• Adapted from Wolbarst et al, Medical Response to a Major Radiologic Emergency: A Primer for Medical and Public Health Practitioners. Radiology: Volume 254: Number 3—March 2010 ARS See separate ARS handout for further details. View slide
  • Adapted from Wolbarst et al, Medical Response to a Major Radiologic Emergency: A Primer for Medical and Public Health Practitioners. Radiology: Volume 254: Number 3—March 2010 General Management Principles:  Dose estimated by  time to onset vomiting,  lymphocyte depletion rates,  distance from radioactive source o Confirmed by dicentric chromosome analysis of swabs/tissues etc  Triage patients to o Mild exposure  Many individuals who arrive at the ED will be physically intact but emotionally traumatized o Severe potentially life threatening exposure  With excellent supportive care, victims may recover following acute whole-body exposures of 5–6 Sv o Highly likely to be fatal exposure  Patients rarely survive >10 Sv  Combined injury leads to more effects at low doses  in chaotic situation track the contamination status, diagnosis, and treatment of patients by attach a hard copy of the medical record package, or at least a brief note, either to clothing or to a cord hung around the neck  heavy internal contamination is suspected, significant intervention may be required early on to prevent incorporation of radionuclides into critical organs
  • Adapted from Wolbarst et al, Medical Response to a Major Radiologic Emergency: A Primer for Medical and Public Health Practitioners. Radiology: Volume 254: Number 3—March 2010 Use diagnostic risk assessment and management algorithm below as a guide, tailored to specific situation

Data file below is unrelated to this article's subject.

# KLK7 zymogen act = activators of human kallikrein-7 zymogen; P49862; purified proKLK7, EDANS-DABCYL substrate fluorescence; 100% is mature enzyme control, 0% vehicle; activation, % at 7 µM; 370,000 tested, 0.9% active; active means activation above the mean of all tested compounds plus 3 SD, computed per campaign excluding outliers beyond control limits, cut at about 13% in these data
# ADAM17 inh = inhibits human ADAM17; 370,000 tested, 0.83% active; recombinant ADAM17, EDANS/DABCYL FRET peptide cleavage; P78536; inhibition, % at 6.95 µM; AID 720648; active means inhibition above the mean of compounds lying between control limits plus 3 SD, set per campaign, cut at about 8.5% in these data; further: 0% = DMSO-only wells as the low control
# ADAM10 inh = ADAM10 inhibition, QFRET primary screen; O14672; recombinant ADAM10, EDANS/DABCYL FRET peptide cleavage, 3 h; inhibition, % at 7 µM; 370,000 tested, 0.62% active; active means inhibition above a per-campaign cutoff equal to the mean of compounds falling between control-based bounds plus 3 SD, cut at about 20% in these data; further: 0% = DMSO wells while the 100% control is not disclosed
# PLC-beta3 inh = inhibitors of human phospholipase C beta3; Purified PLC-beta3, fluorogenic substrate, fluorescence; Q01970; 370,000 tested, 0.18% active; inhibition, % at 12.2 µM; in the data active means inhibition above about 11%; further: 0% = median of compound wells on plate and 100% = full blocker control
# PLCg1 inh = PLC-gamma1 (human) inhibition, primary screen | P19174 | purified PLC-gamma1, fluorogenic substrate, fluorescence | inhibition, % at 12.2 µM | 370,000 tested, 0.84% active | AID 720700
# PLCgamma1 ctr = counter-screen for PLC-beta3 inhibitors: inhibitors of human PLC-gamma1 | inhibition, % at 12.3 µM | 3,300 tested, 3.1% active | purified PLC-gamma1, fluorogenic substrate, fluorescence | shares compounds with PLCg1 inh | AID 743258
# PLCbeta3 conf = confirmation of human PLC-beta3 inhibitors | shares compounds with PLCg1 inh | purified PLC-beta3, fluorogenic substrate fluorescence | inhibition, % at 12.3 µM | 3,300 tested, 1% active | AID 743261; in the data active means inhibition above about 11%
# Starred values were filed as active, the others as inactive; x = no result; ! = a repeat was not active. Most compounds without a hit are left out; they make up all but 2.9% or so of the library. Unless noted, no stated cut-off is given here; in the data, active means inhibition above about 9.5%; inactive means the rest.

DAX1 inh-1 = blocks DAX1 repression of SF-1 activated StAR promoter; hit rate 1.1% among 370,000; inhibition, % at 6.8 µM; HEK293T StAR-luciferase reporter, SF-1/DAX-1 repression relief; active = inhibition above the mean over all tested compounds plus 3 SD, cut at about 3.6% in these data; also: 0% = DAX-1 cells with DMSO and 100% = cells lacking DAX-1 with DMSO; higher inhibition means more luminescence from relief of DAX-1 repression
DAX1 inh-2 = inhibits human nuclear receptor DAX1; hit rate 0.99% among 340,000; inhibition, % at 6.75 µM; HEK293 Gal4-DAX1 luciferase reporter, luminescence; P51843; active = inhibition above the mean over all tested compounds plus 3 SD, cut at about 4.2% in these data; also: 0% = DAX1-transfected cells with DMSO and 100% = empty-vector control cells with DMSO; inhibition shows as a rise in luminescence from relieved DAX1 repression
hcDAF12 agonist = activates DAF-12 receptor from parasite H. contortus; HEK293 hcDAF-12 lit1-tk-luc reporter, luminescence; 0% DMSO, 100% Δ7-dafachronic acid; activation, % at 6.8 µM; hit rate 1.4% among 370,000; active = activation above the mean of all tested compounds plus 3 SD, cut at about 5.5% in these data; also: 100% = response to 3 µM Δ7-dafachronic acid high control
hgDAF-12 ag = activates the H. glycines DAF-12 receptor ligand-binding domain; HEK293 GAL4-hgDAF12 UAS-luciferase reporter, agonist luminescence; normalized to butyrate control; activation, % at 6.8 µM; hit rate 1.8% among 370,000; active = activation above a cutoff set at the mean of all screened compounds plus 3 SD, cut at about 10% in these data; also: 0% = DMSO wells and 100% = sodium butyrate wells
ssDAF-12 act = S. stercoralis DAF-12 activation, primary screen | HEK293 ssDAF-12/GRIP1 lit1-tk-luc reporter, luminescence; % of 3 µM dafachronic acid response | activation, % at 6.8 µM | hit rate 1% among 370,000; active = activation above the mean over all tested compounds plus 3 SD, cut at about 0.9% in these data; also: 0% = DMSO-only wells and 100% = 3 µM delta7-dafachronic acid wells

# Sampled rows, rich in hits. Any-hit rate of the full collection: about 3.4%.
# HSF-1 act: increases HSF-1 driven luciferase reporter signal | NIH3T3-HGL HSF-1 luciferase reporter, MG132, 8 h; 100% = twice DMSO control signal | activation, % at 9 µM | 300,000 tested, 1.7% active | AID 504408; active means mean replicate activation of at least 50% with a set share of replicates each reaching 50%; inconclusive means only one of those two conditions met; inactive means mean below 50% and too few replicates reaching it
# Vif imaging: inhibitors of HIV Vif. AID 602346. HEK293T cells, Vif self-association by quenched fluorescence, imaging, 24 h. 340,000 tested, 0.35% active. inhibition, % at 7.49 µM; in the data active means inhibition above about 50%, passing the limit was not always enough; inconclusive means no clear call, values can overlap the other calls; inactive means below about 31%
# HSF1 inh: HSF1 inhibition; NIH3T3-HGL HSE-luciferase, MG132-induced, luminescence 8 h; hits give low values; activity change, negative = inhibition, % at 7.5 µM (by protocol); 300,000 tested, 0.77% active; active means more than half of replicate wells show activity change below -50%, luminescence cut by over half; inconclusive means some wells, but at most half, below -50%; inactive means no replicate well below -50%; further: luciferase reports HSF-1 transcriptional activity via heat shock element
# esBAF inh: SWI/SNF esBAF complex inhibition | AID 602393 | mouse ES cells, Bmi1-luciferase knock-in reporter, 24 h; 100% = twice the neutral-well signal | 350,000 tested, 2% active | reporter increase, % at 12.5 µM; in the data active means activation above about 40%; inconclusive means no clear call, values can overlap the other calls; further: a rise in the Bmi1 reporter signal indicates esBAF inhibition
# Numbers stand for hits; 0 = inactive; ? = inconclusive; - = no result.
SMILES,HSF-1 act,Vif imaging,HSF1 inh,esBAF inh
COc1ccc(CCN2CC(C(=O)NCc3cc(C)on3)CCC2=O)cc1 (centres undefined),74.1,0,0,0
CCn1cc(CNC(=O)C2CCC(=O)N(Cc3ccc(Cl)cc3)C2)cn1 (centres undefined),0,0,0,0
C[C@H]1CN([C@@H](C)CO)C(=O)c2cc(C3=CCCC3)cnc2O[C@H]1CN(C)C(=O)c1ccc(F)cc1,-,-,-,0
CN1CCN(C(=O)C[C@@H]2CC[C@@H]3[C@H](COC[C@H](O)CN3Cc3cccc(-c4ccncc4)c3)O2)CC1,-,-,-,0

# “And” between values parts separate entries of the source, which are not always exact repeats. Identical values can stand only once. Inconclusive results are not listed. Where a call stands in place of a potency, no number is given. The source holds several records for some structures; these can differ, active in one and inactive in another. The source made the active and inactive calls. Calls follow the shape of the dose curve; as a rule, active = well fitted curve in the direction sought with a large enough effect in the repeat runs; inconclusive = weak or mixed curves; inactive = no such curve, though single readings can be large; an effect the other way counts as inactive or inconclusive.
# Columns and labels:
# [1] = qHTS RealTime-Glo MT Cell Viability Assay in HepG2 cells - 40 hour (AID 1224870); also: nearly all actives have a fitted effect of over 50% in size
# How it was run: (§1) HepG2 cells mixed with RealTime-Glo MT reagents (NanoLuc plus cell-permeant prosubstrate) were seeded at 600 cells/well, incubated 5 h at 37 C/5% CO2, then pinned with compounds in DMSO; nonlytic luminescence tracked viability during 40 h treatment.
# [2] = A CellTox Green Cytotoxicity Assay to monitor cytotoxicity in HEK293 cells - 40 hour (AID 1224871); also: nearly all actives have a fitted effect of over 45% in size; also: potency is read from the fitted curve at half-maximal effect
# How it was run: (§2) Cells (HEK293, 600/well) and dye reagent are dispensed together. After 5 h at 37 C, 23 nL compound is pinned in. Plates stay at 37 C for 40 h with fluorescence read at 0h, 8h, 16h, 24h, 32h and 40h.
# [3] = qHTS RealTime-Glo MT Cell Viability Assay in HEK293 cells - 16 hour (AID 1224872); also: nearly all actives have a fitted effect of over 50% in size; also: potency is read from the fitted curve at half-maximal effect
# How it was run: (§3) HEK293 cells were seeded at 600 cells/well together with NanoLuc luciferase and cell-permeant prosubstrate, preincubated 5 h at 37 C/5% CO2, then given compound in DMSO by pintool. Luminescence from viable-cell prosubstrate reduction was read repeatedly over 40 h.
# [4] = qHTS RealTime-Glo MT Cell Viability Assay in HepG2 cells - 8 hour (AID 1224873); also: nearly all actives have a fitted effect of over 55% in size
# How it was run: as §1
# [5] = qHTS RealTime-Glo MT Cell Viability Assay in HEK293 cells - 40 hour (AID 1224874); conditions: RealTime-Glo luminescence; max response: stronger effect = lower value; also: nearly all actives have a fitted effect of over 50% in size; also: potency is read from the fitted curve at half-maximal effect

• Adapted from Wolbarst et al, Medical Response to a Major Radiologic Emergency: A Primer for Medical and Public Health Practitioners. Radiology: Volume 254: Number 3—March 2010 Immediate General Medical Care and Monitoring of the Heavily Exposed but Potentially Salvageable Patient First priority:  Acutely life- and limb-threatening medical and surgical conditions  Concurrent collection of medical history and the history of the event Once the patient is stabilized:  Management of direct exposure and of external and internal contamination,  Signs and symptoms of radiation injury and/or illness might not appear for hours to days and sometimes weeks. Loss of fluids and electrolytes:  particularly problematic in infants, children, and the elderly Medication  Antiemetics o Phenothiazines, like prochlorperazine or chlorpromazine not very effective o 5-HT 3 receptor inhibitors like ondansetron (Zofran) may be required for radiation-induced vomiting  Pain control  Antimicrobials o not needed immediately (infections do not appear for days) o prophylaxis if doses high enough to cause ARS o infection-directed antibiotics, antivirals, antifungals and antihelminthic agents  G-CSF and GM-CSF Surgical Intervention  Try to do surgeries within 24-36h of exposure while patients are: o not immunocompromised, o have better wound healing o no bleeding diathesis Bone marrow stem cell transplant  For exposures of 6-10 Sv without comorbid conditions Internal contamination  GM counters screen for γ and β (which is also detected by scintillators) ɑ and neutron difficult to detect  Once in the body, nearly all radioisotopes behave chemically exactly like stable isotopes of the same element  Thus management similar to treatment of poisoning, best carried out by EM physicians and medical toxicologists  Reduce uptake and/or enhance clearance with standard decon and detox techniques i.e. antacids or a cathartic e.g. castor oil or Mg sulphate  Specific countermeasures for significant contamination by identified radionuclides, e.g. KI for radioiodines, Zn/CA-DTPA for plutonium/americium, Prussian Blue for Cesium and Thallium, HCO3 - for uranium renal toxicity Children  Higher risk of pulmonary contamination (hyperventilate)  Tissues more sensitive to carcinogens  Psychologically less resilient